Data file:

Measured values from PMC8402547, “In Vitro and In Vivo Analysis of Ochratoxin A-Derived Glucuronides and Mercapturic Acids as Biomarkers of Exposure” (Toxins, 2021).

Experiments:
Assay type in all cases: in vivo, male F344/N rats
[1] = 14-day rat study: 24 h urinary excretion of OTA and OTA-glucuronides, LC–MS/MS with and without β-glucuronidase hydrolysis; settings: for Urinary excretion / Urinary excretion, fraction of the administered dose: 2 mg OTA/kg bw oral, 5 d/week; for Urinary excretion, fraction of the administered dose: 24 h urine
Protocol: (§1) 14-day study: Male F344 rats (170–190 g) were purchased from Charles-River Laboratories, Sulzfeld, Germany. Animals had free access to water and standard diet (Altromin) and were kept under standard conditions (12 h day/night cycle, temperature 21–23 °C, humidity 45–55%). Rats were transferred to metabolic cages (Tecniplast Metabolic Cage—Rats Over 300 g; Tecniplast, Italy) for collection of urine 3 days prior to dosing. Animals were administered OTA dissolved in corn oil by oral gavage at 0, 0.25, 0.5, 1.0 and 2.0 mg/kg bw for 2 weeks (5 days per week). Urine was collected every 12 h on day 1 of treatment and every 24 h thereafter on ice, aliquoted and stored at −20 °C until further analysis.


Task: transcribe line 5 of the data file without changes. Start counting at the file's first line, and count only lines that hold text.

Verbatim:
Protocol: (§1) 14-day study: Male F344 rats (170–190 g) were purchased from Charles-River Laboratories, Sulzfeld, Germany. Animals had free access to water and standard diet (Altromin) and were kept under standard conditions (12 h day/night cycle, temperature 21–23 °C, humidity 45–55%). Rats were transferred to metabolic cages (Tecniplast Metabolic Cage—Rats Over 300 g; Tecniplast, Italy) for collection of urine 3 days prior to dosing. Animals were administered OTA dissolved in corn oil by oral gavage at 0, 0.25, 0.5, 1.0 and 2.0 mg/kg bw for 2 weeks (5 days per week). Urine was collected every 12 h on day 1 of treatment and every 24 h thereafter on ice, aliquoted and stored at −20 °C until further analysis.